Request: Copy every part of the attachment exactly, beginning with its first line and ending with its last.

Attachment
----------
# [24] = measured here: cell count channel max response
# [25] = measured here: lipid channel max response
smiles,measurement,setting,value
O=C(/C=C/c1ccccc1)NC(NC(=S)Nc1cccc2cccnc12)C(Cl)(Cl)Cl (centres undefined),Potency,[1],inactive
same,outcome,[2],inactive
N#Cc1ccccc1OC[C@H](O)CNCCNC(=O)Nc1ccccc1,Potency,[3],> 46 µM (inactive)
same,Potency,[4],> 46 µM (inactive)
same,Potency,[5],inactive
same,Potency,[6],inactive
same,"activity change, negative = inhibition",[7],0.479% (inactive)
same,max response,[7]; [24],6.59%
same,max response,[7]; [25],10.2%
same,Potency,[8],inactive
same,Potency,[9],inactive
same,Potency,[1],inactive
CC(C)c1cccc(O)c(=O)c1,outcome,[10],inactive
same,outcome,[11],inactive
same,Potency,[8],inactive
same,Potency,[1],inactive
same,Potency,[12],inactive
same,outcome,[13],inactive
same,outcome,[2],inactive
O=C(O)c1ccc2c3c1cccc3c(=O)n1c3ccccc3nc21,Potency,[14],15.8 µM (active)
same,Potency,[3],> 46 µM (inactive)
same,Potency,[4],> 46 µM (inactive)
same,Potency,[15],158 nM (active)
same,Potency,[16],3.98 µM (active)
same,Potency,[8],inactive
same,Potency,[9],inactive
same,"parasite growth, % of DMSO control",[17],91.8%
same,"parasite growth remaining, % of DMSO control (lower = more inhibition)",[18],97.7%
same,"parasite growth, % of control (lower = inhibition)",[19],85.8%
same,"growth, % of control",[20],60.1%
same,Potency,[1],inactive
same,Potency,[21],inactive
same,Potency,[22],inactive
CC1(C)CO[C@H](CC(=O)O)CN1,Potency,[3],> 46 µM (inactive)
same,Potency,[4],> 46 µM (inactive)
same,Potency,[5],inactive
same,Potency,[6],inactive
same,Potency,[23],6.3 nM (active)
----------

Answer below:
# [24] = measured here: cell count channel max response
# [25] = measured here: lipid channel max response
smiles,measurement,setting,value
O=C(/C=C/c1ccccc1)NC(NC(=S)Nc1cccc2cccnc12)C(Cl)(Cl)Cl (centres undefined),Potency,[1],inactive
same,outcome,[2],inactive
N#Cc1ccccc1OC[C@H](O)CNCCNC(=O)Nc1ccccc1,Potency,[3],> 46 µM (inactive)
same,Potency,[4],> 46 µM (inactive)
same,Potency,[5],inactive
same,Potency,[6],inactive
same,"activity change, negative = inhibition",[7],0.479% (inactive)
same,max response,[7]; [24],6.59%
same,max response,[7]; [25],10.2%
same,Potency,[8],inactive
same,Potency,[9],inactive
same,Potency,[1],inactive
CC(C)c1cccc(O)c(=O)c1,outcome,[10],inactive
same,outcome,[11],inactive
same,Potency,[8],inactive
same,Potency,[1],inactive
same,Potency,[12],inactive
same,outcome,[13],inactive
same,outcome,[2],inactive
O=C(O)c1ccc2c3c1cccc3c(=O)n1c3ccccc3nc21,Potency,[14],15.8 µM (active)
same,Potency,[3],> 46 µM (inactive)
same,Potency,[4],> 46 µM (inactive)
same,Potency,[15],158 nM (active)
same,Potency,[16],3.98 µM (active)
same,Potency,[8],inactive
same,Potency,[9],inactive
same,"parasite growth, % of DMSO control",[17],91.8%
same,"parasite growth remaining, % of DMSO control (lower = more inhibition)",[18],97.7%
same,"parasite growth, % of control (lower = inhibition)",[19],85.8%
same,"growth, % of control",[20],60.1%
same,Potency,[1],inactive
same,Potency,[21],inactive
same,Potency,[22],inactive
CC1(C)CO[C@H](CC(=O)O)CN1,Potency,[3],> 46 µM (inactive)
same,Potency,[4],> 46 µM (inactive)
same,Potency,[5],inactive
same,Potency,[6],inactive
same,Potency,[23],6.3 nM (active)